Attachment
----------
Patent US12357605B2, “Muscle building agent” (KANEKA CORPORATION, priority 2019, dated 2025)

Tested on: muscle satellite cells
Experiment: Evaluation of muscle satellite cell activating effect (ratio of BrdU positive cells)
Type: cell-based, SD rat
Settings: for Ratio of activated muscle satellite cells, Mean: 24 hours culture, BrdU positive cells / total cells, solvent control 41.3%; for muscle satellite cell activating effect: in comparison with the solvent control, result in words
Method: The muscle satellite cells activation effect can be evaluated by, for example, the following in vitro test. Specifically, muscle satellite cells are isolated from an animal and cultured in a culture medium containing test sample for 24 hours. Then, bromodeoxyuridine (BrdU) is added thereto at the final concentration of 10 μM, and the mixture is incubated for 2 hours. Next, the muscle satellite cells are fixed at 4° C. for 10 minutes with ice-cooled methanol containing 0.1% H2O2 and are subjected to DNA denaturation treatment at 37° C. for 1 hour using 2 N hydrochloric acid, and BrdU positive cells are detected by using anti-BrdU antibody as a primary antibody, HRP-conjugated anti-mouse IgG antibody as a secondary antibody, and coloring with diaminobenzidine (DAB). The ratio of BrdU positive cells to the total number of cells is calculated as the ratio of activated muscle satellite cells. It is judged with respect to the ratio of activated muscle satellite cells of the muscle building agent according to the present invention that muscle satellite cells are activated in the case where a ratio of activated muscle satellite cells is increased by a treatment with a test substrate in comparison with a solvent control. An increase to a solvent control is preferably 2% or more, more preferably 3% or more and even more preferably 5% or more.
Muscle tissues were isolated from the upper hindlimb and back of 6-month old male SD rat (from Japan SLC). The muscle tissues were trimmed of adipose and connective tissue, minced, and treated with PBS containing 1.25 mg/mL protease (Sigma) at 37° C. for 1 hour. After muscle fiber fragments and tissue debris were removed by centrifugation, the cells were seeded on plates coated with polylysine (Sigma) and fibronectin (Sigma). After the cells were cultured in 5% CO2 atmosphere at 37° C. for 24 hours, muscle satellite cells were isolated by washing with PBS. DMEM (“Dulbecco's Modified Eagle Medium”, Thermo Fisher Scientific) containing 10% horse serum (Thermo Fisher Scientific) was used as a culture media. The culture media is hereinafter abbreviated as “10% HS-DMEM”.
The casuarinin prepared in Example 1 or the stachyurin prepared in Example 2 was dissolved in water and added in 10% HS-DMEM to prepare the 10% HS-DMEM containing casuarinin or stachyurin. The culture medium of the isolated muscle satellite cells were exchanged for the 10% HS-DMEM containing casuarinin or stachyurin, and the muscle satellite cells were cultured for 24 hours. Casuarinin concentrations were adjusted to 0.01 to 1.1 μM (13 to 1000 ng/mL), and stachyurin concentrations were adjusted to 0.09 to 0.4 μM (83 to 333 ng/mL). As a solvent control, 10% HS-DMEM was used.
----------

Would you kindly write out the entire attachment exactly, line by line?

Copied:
Patent US12357605B2, “Muscle building agent” (KANEKA CORPORATION, priority 2019, dated 2025)

Tested on: muscle satellite cells
Experiment: Evaluation of muscle satellite cell activating effect (ratio of BrdU positive cells)
Type: cell-based, SD rat
Settings: for Ratio of activated muscle satellite cells, Mean: 24 hours culture, BrdU positive cells / total cells, solvent control 41.3%; for muscle satellite cell activating effect: in comparison with the solvent control, result in words
Method: The muscle satellite cells activation effect can be evaluated by, for example, the following in vitro test. Specifically, muscle satellite cells are isolated from an animal and cultured in a culture medium containing test sample for 24 hours. Then, bromodeoxyuridine (BrdU) is added thereto at the final concentration of 10 μM, and the mixture is incubated for 2 hours. Next, the muscle satellite cells are fixed at 4° C. for 10 minutes with ice-cooled methanol containing 0.1% H2O2 and are subjected to DNA denaturation treatment at 37° C. for 1 hour using 2 N hydrochloric acid, and BrdU positive cells are detected by using anti-BrdU antibody as a primary antibody, HRP-conjugated anti-mouse IgG antibody as a secondary antibody, and coloring with diaminobenzidine (DAB). The ratio of BrdU positive cells to the total number of cells is calculated as the ratio of activated muscle satellite cells. It is judged with respect to the ratio of activated muscle satellite cells of the muscle building agent according to the present invention that muscle satellite cells are activated in the case where a ratio of activated muscle satellite cells is increased by a treatment with a test substrate in comparison with a solvent control. An increase to a solvent control is preferably 2% or more, more preferably 3% or more and even more preferably 5% or more.
Muscle tissues were isolated from the upper hindlimb and back of 6-month old male SD rat (from Japan SLC). The muscle tissues were trimmed of adipose and connective tissue, minced, and treated with PBS containing 1.25 mg/mL protease (Sigma) at 37° C. for 1 hour. After muscle fiber fragments and tissue debris were removed by centrifugation, the cells were seeded on plates coated with polylysine (Sigma) and fibronectin (Sigma). After the cells were cultured in 5% CO2 atmosphere at 37° C. for 24 hours, muscle satellite cells were isolated by washing with PBS. DMEM (“Dulbecco's Modified Eagle Medium”, Thermo Fisher Scientific) containing 10% horse serum (Thermo Fisher Scientific) was used as a culture media. The culture media is hereinafter abbreviated as “10% HS-DMEM”.
The casuarinin prepared in Example 1 or the stachyurin prepared in Example 2 was dissolved in water and added in 10% HS-DMEM to prepare the 10% HS-DMEM containing casuarinin or stachyurin. The culture medium of the isolated muscle satellite cells were exchanged for the 10% HS-DMEM containing casuarinin or stachyurin, and the muscle satellite cells were cultured for 24 hours. Casuarinin concentrations were adjusted to 0.01 to 1.1 μM (13 to 1000 ng/mL), and stachyurin concentrations were adjusted to 0.09 to 0.4 μM (83 to 333 ng/mL). As a solvent control, 10% HS-DMEM was used.